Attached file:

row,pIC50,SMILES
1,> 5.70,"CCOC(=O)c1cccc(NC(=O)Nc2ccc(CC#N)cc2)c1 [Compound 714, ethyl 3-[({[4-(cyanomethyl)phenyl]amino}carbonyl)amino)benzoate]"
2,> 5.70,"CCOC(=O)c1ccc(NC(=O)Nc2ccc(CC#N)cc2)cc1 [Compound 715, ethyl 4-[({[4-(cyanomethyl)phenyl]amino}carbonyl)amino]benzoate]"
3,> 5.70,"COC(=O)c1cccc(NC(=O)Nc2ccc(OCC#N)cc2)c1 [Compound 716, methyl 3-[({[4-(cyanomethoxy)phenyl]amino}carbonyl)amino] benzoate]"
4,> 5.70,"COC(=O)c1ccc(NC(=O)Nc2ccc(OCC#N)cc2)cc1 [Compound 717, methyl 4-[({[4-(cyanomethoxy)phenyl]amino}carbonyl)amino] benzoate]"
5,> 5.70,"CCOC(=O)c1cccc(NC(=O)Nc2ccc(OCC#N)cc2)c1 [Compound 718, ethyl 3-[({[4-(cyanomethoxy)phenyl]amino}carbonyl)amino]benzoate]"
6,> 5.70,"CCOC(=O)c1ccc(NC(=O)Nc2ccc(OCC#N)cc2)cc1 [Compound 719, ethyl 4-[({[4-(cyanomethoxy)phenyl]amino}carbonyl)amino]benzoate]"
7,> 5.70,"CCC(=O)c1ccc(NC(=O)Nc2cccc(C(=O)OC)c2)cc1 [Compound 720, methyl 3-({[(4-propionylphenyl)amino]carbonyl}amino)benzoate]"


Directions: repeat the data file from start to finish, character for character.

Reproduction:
row,pIC50,SMILES
1,> 5.70,"CCOC(=O)c1cccc(NC(=O)Nc2ccc(CC#N)cc2)c1 [Compound 714, ethyl 3-[({[4-(cyanomethyl)phenyl]amino}carbonyl)amino)benzoate]"
2,> 5.70,"CCOC(=O)c1ccc(NC(=O)Nc2ccc(CC#N)cc2)cc1 [Compound 715, ethyl 4-[({[4-(cyanomethyl)phenyl]amino}carbonyl)amino]benzoate]"
3,> 5.70,"COC(=O)c1cccc(NC(=O)Nc2ccc(OCC#N)cc2)c1 [Compound 716, methyl 3-[({[4-(cyanomethoxy)phenyl]amino}carbonyl)amino] benzoate]"
4,> 5.70,"COC(=O)c1ccc(NC(=O)Nc2ccc(OCC#N)cc2)cc1 [Compound 717, methyl 4-[({[4-(cyanomethoxy)phenyl]amino}carbonyl)amino] benzoate]"
5,> 5.70,"CCOC(=O)c1cccc(NC(=O)Nc2ccc(OCC#N)cc2)c1 [Compound 718, ethyl 3-[({[4-(cyanomethoxy)phenyl]amino}carbonyl)amino]benzoate]"
6,> 5.70,"CCOC(=O)c1ccc(NC(=O)Nc2ccc(OCC#N)cc2)cc1 [Compound 719, ethyl 4-[({[4-(cyanomethoxy)phenyl]amino}carbonyl)amino]benzoate]"
7,> 5.70,"CCC(=O)c1ccc(NC(=O)Nc2cccc(C(=O)OC)c2)cc1 [Compound 720, methyl 3-({[(4-propionylphenyl)amino]carbonyl}amino)benzoate]"